Bless Ewe Sheep Farm needs help

High feed prices are forcing the local sanctuary to rehome many of its sheep.

Amid rising costs of fuel and food, Carolynn Bernard, the owner of Bless Ewe Sheep Farm and Sanctuary, is asking the community for help to get through the winter.

Bernard, a disabled veteran, uses her disability checks to support her flock of sheep, but her fixed income isn’t stretching as far as it once did. Prices for feed have gone up 50% since last year in some cases. Now it costs $122 per day to feed Bless Ewe’s flock, Bernard said.

In order to keep the sheep fed this winter, Bernard took to GoFundMe in hopes of raising $15,000 to buy the hay needed. You can find the fundraiser by searching “Bless Ewe” on the GoFundMe website.

“The choice I had was to either send them off to slaughter and quit or just do what I can, so I’m placing as many sheep as I possibly can. I’ve been giving them away,” Bernard said.

Bless Ewe isn’t your typical sheep farm. Bernard takes in the sheep that are elderly or disabled or for some other reason would be sent to the slaughterhouse. Profit was never Bernard’s motive.

Wool and breeding stock have been Bless Ewe’s primary revenue streams. However, to stay afloat, Bernard is restructuring the Enumclaw-area farm into a sanctuary and turning her business into a non-profit.

This means rehoming many of the younger breeding stock because only the disabled and older sheep will be covered under the sanctuary, Bernard said.

A sheep on Bless Ewe Sheep Company’s farm relaxes under cover on Aug. 17, 2021. Photo by Henry Stewart-Wood/Sound Publishing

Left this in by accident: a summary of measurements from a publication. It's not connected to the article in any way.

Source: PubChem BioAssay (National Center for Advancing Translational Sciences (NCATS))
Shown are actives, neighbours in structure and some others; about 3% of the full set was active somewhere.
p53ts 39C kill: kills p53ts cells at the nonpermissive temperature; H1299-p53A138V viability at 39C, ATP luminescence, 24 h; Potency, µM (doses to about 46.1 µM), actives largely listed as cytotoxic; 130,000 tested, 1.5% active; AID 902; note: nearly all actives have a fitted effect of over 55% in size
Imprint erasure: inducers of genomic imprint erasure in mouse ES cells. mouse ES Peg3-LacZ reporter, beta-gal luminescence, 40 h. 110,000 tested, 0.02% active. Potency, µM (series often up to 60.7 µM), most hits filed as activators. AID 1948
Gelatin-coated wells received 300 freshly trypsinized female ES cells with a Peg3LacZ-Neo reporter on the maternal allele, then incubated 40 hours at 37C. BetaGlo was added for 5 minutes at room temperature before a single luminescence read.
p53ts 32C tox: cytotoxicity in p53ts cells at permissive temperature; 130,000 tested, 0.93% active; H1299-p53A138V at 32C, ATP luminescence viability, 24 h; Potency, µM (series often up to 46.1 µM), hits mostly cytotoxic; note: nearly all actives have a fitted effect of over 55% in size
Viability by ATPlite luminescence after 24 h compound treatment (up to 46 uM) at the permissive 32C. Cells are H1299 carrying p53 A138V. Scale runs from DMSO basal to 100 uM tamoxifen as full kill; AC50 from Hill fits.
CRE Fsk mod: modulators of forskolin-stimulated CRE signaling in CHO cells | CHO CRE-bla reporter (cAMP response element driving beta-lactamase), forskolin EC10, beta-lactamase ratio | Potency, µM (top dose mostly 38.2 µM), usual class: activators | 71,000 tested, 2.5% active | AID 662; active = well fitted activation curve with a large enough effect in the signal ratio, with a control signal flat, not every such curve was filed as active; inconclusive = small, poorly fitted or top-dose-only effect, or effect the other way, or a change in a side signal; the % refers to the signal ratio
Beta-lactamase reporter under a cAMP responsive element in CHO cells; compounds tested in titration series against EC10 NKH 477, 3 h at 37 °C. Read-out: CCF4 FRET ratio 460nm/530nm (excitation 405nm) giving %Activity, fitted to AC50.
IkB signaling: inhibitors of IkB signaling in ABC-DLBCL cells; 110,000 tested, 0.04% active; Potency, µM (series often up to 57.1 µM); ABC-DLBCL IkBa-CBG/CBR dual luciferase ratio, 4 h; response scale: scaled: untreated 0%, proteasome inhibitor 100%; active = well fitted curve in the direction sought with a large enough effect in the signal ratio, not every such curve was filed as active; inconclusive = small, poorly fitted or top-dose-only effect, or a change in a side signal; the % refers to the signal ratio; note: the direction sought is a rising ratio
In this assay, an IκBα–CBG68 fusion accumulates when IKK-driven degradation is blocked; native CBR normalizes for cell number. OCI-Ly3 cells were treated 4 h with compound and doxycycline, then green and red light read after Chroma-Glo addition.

A sheep on Bless Ewe Sheep Company’s farm relaxes under cover on Aug. 17, 2021. Photo by Henry Stewart-Wood/Sound Publishing

“The goal with the sanctuary is to find placement into non-breeding pet/fiber homes for sheep that are younger and able to leave,” Bernard said in the GoFundMe post.

Bernard plans to use her own income to take care of the remaining sheep that aren’t covered by the sanctuary. Breeding sheep is a feed-intensive process, so by halting breeding, Bless Ewe will be able to save on feed costs, Bernard said.

Sheep that aren’t being used for breeding also create better wool, so their fleeces will be easier to sell.

To create an additional revenue stream, Bless Ewe is making a Patreon in which subscribers can virtually adopt sheep and have access to barn cams, Zoom calls and other content and merchandise. Bernard also plans to use Patreon to share her story as a veteran turned sheep farmer.

Bernard got into raising sheep in a roundabout way: through training border collies. In 2008, she was training border collies for competition and realized that in order to take the training to the next level, she would need to have some sheep.

After buying a few sheep, she quickly fell in love with the animals and their intelligence, temperament and affection. Bernard shifted her focus from training dogs to raising sheep and created Bless Ewe.

As a disabled veteran, working with sheep has helped Bernard get through some rough parts of her life.

“I have worked with a lot of veterans in the past and one of the things that these sheep do as prey animals, you have to figure out really quickly how to manage your moods and the energy you’re projecting,” Bernard said. “If you are amped up, if you have the wrong energy, if you have the wrong mindset, they won’t have anything to do with you. Because they’re prey animals, and they’re not taking off, you know you’re safe and that’s the biggest thing for me when I’m around these sheep I don’t have to be on guard.”

Bless Ewe is also looking for volunteers to help work on the farm. Email Bernard at for more information.

Bless Ewe Sheep Farm. Photo courtesy of Carolynn Bernard

Bless Ewe Sheep Farm. Photo courtesy of Carolynn Bernard